Author(s): Paul Ford
Every day billions of people view billions of web pages. A blank rectangle in a web browser transforms into the Guardian, or Google, or, God help us, Yahoo! News. That single home page is often the work of hundreds of people over thousands of hours. A single page of the Huffington Post is more complex than the space shuttle. And yet most people don't know what's behind a web page. Paul Ford knows how the web works, every bit of it. He was one of the first bloggers - he started well before the term "blog" was coined, and so programmed all his own web publishing software himself - and he is now a well-respected programmer. In The Secret Lives of Web Pages, he explains what happens when a web page loads into your browser, from the basic text and headlines to the moment your identity can be stolen, in an engaging, funny, smart, and accessible way, from a place of love and wonder and with deep historical understanding. Based on his own experience and extensive conversations with a who's who of Internet creators, The Secret Lives of Web Pages is the definitive book on coding and the web page: what it is, why it happened, and how to understand it.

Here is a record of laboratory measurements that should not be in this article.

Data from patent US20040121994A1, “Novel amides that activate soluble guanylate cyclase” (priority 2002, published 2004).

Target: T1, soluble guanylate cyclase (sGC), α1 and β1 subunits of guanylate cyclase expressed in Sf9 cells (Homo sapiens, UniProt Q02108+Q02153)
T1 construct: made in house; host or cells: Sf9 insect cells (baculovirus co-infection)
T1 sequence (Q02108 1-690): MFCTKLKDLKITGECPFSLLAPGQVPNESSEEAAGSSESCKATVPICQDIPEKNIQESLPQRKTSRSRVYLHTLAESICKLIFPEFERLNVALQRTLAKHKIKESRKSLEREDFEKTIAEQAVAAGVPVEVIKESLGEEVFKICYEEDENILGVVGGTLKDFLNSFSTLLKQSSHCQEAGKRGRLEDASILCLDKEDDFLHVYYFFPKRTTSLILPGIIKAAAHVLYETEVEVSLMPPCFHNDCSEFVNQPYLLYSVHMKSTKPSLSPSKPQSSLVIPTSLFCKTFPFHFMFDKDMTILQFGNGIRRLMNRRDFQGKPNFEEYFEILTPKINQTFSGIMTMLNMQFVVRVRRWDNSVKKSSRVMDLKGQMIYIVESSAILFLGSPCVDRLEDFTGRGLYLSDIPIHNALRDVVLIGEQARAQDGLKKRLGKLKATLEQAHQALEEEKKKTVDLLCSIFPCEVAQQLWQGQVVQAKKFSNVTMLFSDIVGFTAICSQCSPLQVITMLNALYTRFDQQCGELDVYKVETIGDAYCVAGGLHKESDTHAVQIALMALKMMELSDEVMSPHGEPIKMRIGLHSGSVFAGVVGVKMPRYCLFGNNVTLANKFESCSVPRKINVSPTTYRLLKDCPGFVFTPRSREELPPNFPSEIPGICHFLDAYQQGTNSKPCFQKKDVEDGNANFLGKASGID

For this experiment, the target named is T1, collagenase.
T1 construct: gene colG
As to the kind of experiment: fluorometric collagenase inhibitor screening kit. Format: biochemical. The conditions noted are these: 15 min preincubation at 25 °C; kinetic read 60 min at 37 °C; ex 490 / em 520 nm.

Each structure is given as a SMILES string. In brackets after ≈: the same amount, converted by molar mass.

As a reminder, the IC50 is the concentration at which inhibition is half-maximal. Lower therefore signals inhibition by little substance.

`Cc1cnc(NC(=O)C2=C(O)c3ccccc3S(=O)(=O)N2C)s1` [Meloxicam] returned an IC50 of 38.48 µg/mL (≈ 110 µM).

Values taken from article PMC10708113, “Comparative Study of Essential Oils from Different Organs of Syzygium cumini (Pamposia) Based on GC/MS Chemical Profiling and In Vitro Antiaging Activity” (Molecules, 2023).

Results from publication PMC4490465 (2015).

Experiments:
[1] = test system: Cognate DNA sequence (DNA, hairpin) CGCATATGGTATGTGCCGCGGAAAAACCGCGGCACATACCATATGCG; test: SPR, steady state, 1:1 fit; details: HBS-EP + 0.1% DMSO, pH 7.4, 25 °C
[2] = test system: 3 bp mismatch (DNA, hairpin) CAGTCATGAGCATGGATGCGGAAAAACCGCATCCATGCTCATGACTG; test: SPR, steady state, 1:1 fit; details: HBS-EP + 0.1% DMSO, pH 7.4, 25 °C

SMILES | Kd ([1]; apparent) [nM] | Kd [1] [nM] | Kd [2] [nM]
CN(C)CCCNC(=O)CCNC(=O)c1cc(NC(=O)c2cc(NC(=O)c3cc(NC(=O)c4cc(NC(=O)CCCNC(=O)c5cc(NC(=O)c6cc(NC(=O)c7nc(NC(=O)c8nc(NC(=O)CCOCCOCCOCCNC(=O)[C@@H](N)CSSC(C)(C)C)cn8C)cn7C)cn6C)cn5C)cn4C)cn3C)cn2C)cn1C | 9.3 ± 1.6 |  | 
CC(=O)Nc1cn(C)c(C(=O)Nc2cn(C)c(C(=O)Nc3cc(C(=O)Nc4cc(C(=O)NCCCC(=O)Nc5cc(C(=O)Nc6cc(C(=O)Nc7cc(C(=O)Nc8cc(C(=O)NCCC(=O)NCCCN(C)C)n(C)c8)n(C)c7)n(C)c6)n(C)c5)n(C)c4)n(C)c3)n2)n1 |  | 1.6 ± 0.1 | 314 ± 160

Paul Ford is one of the most prominent and in-demand commentators on technology. He teaches in the MFA program in Interaction Design at the School of Visual Arts in New York City and is an adviser to web start-ups such as Kickstarter, Medium and Readability. He has unimpeachable technical credentials - he was one of the first bloggers, starting his website Ftrain.com in 1997 - and is also a novelist and a onetime editor of Harper's Magazine. He is a regular contributor to Bloomberg, New Republic, the New Yorker, Wired, BusinessWeek, and NPR and often invited to speak at conferences.